“He’s clearly into beatboxing, so if I can support him, I’ll support him,” said Mr Kernabalan.
Piratheeban knows that some of his relatives and family friends cannot understand why his father has been supporting what seems to be a shaky dream.
“A lot of criticism I heard was … (my) father’s just wasting time letting (me) go for all this,” said Piratheeban. “But I’m sure there’ll be a day I repay him.” To which his father jokes, “I’m waiting.”
Their close relationship comes across clearly, and so too does Mr Kernabalan’s belief in his son’s potential. “Piratheeban can go very far. Once he breaks through, there’s nothing stopping him,” said the father.
RECOGNITION IS A CHALLENGE
In his son’s eyes, however, there is one major challenge. “Singapore’s beatbox community is super-duper small,” said Piratheeban. “It’s hard to see beatboxing go far... Even the Singapore Beatbox Association is struggling to get sponsors.”
He reckons that there are about 70 to 100 beatboxers here and that “not a lot of people are dedicated to learning beatboxing”, as it is hard to learn.
The Institute of Technical Education (ITE) student has also faced problems with his attendance at school when he has to leave for overseas battles.
“ITE comes to me and says, ‘Because you’re not representing ITE, you’re not allowed to go… If you go, you’ll be penalised for absence without a valid reason,” he griped.
His father attests to this. “He does well (in) ITE and… so far the only complaints we have is about his absences,” said Mr Kernabalan.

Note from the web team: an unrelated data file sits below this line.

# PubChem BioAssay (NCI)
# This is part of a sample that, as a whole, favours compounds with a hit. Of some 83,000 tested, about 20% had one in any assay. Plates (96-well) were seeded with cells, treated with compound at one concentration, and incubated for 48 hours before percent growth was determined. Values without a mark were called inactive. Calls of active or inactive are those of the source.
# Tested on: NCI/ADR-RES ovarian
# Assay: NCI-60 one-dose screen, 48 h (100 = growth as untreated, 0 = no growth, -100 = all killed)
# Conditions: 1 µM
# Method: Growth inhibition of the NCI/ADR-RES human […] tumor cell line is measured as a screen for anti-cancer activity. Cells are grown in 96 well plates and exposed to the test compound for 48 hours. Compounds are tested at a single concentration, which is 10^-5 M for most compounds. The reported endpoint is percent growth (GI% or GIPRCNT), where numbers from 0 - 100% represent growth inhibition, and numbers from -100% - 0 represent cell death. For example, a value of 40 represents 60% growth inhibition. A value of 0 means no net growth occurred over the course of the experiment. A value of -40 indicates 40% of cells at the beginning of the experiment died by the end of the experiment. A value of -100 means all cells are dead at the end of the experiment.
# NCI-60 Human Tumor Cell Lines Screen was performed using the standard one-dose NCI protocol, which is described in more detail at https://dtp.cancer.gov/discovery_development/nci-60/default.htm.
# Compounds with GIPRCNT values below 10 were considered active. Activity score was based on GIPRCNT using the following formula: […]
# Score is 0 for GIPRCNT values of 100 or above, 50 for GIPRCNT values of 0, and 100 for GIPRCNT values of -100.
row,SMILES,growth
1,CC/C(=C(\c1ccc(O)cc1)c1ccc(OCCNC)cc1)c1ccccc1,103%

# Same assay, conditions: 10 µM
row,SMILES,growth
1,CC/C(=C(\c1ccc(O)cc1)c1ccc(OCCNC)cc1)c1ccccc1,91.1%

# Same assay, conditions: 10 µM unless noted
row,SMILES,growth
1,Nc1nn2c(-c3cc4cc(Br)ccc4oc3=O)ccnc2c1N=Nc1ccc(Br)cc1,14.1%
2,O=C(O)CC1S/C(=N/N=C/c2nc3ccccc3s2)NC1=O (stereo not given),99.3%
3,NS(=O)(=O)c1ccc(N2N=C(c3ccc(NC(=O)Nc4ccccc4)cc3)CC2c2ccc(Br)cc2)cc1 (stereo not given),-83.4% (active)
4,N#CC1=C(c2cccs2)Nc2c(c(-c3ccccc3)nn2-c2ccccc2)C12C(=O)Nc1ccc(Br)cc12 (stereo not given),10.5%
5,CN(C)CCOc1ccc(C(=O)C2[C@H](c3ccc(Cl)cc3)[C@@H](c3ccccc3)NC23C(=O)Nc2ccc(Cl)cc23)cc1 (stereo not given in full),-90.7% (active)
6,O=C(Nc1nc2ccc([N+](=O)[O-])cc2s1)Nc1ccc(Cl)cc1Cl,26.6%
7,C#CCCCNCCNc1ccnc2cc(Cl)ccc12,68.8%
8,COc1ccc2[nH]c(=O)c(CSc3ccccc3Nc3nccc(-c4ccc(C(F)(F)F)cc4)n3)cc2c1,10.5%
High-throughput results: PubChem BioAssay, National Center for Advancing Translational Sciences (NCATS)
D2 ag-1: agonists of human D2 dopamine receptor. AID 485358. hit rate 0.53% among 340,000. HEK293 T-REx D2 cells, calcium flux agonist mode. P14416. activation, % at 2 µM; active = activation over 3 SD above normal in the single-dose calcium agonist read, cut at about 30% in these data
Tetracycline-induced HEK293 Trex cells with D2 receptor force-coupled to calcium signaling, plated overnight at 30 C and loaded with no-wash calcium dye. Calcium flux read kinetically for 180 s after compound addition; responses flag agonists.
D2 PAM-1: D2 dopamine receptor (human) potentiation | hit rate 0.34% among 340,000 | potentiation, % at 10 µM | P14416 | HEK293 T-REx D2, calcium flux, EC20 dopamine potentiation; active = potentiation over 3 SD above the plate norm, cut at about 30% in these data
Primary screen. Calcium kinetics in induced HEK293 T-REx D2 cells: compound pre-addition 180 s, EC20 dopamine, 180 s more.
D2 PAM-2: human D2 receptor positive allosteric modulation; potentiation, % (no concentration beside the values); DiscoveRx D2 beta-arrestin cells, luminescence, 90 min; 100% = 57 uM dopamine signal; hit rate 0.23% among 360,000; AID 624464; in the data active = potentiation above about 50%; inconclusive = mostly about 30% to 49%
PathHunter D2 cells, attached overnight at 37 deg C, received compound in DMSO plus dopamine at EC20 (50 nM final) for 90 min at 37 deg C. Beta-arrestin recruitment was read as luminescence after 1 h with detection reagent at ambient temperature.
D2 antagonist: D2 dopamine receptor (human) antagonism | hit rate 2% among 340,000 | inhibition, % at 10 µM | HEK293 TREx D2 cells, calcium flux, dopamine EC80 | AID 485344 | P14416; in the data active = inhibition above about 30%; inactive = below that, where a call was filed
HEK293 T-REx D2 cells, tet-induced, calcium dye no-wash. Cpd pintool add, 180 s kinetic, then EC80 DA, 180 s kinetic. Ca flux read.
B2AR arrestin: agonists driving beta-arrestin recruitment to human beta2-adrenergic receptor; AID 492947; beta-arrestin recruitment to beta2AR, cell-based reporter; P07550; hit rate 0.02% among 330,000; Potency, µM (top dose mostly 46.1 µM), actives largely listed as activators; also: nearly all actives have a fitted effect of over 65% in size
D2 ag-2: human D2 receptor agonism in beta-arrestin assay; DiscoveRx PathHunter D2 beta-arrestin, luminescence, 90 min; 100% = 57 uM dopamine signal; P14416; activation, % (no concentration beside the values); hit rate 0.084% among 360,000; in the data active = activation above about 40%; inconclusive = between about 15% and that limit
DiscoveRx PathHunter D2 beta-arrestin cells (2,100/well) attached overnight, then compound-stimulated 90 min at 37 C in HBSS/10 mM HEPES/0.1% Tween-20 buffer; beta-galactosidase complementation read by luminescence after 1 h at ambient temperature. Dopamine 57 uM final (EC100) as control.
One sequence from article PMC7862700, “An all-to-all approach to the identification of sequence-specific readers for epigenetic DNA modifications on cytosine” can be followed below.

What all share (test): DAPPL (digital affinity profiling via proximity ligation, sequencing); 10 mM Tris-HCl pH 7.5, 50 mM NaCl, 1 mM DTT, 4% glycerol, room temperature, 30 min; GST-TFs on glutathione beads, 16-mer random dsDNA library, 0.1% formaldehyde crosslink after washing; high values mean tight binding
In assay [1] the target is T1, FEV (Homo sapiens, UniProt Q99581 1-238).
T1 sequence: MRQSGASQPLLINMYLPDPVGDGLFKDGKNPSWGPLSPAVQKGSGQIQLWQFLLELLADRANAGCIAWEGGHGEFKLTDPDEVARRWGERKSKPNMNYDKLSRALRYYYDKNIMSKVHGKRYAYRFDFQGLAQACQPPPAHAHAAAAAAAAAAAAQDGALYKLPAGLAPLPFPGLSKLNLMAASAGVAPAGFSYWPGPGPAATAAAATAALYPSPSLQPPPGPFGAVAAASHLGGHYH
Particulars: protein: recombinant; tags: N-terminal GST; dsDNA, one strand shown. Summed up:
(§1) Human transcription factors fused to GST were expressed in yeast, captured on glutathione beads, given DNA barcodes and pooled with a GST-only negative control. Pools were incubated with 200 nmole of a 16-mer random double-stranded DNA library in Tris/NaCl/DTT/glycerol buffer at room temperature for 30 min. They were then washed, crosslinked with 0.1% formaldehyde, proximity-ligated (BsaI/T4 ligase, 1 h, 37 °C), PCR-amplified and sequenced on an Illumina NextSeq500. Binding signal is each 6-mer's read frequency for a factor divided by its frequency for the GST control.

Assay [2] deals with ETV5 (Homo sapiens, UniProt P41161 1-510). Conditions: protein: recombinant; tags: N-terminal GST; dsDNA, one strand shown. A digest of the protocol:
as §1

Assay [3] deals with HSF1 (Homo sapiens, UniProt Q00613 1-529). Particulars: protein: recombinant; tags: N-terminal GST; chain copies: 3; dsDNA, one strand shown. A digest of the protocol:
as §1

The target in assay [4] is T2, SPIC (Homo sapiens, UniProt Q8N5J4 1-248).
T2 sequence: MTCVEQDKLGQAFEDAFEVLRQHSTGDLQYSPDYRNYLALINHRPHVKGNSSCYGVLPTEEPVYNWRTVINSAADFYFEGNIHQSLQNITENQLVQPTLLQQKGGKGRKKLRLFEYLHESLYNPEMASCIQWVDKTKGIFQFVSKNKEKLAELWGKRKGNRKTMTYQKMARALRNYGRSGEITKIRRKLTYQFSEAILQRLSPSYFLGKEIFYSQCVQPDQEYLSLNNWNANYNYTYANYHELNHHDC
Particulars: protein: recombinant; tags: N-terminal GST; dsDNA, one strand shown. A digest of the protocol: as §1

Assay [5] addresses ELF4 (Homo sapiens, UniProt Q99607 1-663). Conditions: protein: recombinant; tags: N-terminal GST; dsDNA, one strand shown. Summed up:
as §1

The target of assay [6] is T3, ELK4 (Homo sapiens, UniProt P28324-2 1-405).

His grades are very good, and the only thing that was pulling (him back) was his attendance.
Piratheeban is resigned to the current situation for beatboxers here. “What am I going to do if beatboxing isn’t that recognised, if the Government doesn’t recognise (it)?” he questioned.
That is why he doubts that more Singaporeans will appreciate his craft.
These days, however, he is not focused solely on beatboxing. The information technology student also wants to be more responsible at school.
“You get a new environment, new friends, everything just changes,” he explained. “I really want to start studying. Even if I go overseas (for tournaments), I want to study.”
He still goes to school late, but sometimes he does go early, he said earnestly.
As for his beatboxing, this year he did not manage to retain his Asian title, but he has set his sights on bigger things like the Beatbox Battle World Championships.
“I want my passion to be my career, so I want to win as much as I can and be recognised to the point that I can get paid for it,” he declared.
While he has been winning prize money, some of which he gives back to his father, he admits that he spends most of it on himself. “He never keeps it for the next tournament,” his father complained in jest.
But as a sign of his newfound maturity, Piratheeban has been trying to find gigs to earn some money. And this is what goes to his savings for the “big battles”.
His father never lost faith that he would make good as long as he puts his mind to it.
“He can study well… and do (beatboxing) also. He can focus,” said Mr Kernabalan. “(And) when it comes to beatboxing, I’m really proud of him.”
Watch this episode, and stories of other Singaporean underdogs who have found success in unconventional ways, on the series Unusual Suspects here.